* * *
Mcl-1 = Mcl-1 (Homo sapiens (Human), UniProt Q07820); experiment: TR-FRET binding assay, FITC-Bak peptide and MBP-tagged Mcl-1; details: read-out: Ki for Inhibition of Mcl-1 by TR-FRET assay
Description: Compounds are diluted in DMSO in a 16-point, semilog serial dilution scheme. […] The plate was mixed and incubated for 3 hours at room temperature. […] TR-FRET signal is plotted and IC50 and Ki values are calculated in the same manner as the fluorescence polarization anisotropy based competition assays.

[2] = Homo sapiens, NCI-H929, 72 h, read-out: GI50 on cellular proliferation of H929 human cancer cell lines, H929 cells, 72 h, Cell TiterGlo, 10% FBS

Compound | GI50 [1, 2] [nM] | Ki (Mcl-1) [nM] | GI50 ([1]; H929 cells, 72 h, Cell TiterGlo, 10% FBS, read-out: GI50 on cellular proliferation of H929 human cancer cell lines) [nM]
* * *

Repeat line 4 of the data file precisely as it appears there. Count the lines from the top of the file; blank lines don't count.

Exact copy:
Compound | GI50 [1, 2] [nM] | Ki (Mcl-1) [nM] | GI50 ([1]; H929 cells, 72 h, Cell TiterGlo, 10% FBS, read-out: GI50 on cellular proliferation of H929 human cancer cell lines) [nM]